Mentalist views of acquisition


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Language as an instinct; the logical problem of language acquisition.

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Mentalist views of acquisition

  1. 1. Second Language Acquisition 1 the cognitive revolution 2 Universal Grammar 3 second language teaching
  2. 2. Myths about language <ul><li>language is designed by human intelligence </li></ul><ul><li>advanced civilisations have more complex languages </li></ul><ul><li>people with more education speak their language better </li></ul><ul><li>children learn language by imitating their parents </li></ul><ul><li>the language faculty is part of general human intelligence </li></ul><ul><li>language is a biological adaptation </li></ul><ul><li>all languages are equally complex </li></ul><ul><li>all speakers master language equally well </li></ul><ul><li>children acquire language without instruction </li></ul><ul><li>the language faculty is a specialised skill, different from other forms of cognition </li></ul>
  3. 3. Language is an instinct <ul><li>(Pinker, 1994) </li></ul><ul><li>Language is creative </li></ul><ul><li>Language is universal </li></ul><ul><li>Complex language is universal </li></ul><ul><li>Children reinvent language </li></ul><ul><li>Language has a seat in the brain </li></ul>
  4. 4. First language acquisition <ul><li>Children have knowledge which they are never taught </li></ul><ul><ul><li>* is the unicorn that _ eating a flower is in the garden? </li></ul></ul><ul><ul><li>He walk s </li></ul></ul><ul><li>Person (I vs you vs he) </li></ul><ul><li>Number (singular or plural) </li></ul><ul><li>Tense (walks vs walked) </li></ul><ul><li>Aspect (walk vs is walking) </li></ul><ul><li>the wug test </li></ul>
  5. 5. The ‘wug’ test They’re wugs
  6. 6. Language has a seat in the brain <ul><li>Broca's aphasia: </li></ul><ul><li>damage to frontal lobe of left hemisphere </li></ul><ul><li>leaves people without grammar </li></ul><ul><li>can produce content, but not grammatical words </li></ul><ul><li>cognition is otherwise preserved </li></ul>
  7. 7. Language has a seat in the brain <ul><li>b) Specific Language Impairment: </li></ul><ul><li>hereditary problems with language </li></ul><ul><li>trouble with grammar, conversation effortful </li></ul><ul><li>otherwise normal IQs </li></ul>
  8. 8. Language has a seat in the brain <ul><li>c) Williams syndrome: </li></ul><ul><li>retarded children with overdeveloped language skills </li></ul><ul><li>chatterbox syndrome </li></ul><ul><li>imaginative conversation, rare vocabulary </li></ul><ul><li>very low IQ, unable to take care of themselves. </li></ul>
  9. 9. Nature versus nurture <ul><li>The central problem of language acquisition </li></ul><ul><li>(Lightfoot 1982: The language lottery) </li></ul>Language competence <ul><li>NATURE </li></ul><ul><li>Is it part of our inherent nature ? </li></ul><ul><li>Is it apparent from birth? </li></ul><ul><li>NURTURE </li></ul><ul><li>Does it arise through nurturing ? </li></ul><ul><li>Does it come through contact with our environment, i.e., hearing others speak our language? </li></ul>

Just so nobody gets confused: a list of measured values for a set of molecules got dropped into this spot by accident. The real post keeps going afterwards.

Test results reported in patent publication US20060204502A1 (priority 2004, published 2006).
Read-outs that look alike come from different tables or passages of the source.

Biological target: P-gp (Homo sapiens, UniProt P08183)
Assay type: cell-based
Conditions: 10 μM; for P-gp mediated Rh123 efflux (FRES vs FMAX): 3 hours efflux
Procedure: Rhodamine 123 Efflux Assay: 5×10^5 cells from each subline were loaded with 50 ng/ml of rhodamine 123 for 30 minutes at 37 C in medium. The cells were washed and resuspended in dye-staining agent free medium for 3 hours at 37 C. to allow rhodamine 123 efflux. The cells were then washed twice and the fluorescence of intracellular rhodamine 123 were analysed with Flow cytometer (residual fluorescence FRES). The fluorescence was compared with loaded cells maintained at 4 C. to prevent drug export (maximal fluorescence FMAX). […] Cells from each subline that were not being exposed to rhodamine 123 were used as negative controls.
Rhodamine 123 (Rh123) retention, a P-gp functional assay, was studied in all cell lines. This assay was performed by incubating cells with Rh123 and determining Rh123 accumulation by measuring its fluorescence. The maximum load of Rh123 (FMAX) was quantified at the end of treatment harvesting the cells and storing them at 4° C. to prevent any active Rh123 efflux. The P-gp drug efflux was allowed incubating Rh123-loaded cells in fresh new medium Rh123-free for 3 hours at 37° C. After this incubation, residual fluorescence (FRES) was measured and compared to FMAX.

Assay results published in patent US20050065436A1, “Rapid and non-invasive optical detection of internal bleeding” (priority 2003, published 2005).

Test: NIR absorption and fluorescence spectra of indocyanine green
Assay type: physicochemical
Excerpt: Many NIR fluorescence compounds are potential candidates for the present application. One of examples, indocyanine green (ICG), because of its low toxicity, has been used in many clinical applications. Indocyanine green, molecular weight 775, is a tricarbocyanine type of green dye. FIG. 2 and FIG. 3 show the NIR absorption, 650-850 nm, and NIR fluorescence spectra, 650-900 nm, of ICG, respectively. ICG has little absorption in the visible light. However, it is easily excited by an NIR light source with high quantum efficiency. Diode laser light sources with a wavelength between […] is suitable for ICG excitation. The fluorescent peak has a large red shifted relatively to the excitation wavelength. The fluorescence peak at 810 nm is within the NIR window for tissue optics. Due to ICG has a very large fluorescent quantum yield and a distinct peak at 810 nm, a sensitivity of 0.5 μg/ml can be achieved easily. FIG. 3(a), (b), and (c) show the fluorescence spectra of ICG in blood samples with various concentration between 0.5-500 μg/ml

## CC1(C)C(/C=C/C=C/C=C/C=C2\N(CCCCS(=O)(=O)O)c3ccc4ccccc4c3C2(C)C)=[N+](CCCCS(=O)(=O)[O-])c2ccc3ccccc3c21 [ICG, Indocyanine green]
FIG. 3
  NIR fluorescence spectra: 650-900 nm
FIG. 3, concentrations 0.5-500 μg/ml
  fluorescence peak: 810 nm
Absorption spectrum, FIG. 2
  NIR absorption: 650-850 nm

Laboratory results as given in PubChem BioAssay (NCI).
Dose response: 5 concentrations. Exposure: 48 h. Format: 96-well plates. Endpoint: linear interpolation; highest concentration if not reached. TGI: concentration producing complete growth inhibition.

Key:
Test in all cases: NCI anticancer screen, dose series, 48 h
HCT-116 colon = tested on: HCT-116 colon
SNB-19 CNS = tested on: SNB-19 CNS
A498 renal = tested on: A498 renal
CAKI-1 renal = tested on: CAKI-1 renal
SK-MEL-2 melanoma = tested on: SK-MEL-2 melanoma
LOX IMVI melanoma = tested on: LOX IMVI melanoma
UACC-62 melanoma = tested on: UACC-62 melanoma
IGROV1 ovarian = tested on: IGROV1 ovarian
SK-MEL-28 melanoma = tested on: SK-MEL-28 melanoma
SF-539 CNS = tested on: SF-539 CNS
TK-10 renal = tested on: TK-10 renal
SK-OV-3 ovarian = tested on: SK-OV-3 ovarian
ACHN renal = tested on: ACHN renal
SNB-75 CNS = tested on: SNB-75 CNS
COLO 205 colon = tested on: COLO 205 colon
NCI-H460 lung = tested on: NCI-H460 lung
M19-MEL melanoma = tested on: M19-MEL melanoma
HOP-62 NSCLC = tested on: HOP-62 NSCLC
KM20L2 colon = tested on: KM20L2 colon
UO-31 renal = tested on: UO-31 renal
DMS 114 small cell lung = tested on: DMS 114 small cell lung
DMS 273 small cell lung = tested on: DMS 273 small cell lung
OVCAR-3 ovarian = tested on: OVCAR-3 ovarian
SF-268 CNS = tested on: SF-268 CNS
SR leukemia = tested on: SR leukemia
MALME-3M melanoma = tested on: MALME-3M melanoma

10. 10. Innate knowledge (nature) alone <ul><li>children are not born able to speak and understand a language. </li></ul><ul><li>wild children do not speak any language. </li></ul><ul><li>So . . . some input is required for acquisition to take place </li></ul>IMPOSSIBLE
  11. 11. Environmental stimulus (nurture) alone <ul><li>speakers (even children) know things that they could not have learned from speech samples </li></ul><ul><li>native speaker competence is not explained by experience </li></ul><ul><li>it is underdetermined by the input. </li></ul>IMPOSSIBLE
  12. 12. Poverty of the stimulus <ul><li>ungrammatical language: 5% of the language we produce is ungrammatical </li></ul><ul><li>finite number of sentences: We only hear a certain number of sentences, yet can produce any number </li></ul><ul><li>knowledge about language that is never taught </li></ul><ul><li>L1 acquisition like learning chess </li></ul><ul><li>by watching </li></ul><ul><li>no explanation of rules </li></ul><ul><li>5% of moves illegal </li></ul><ul><li>don't know which. </li></ul>the dog that tossed the cat that killed the rat that ate the malt that lay in the house that Jack built <ul><li>John is easy to please </li></ul><ul><li>(it is easy for someone to please John) </li></ul><ul><li>Mary is eager to please </li></ul><ul><li>(Mary is eager to please someone) </li></ul>
  13. 13. Nature versus nurture? <ul><li>Neither argument is satisfactory alone. </li></ul><ul><li>we are not born with language </li></ul><ul><li>our environment does not provide enough information </li></ul><ul><li>How do we use our innate language capabilities (nature) to interact with our language environment (nurture)? </li></ul><ul><li>logical problem of language acquisition </li></ul><ul><li>Universal Grammar (Noam Chomsky) </li></ul>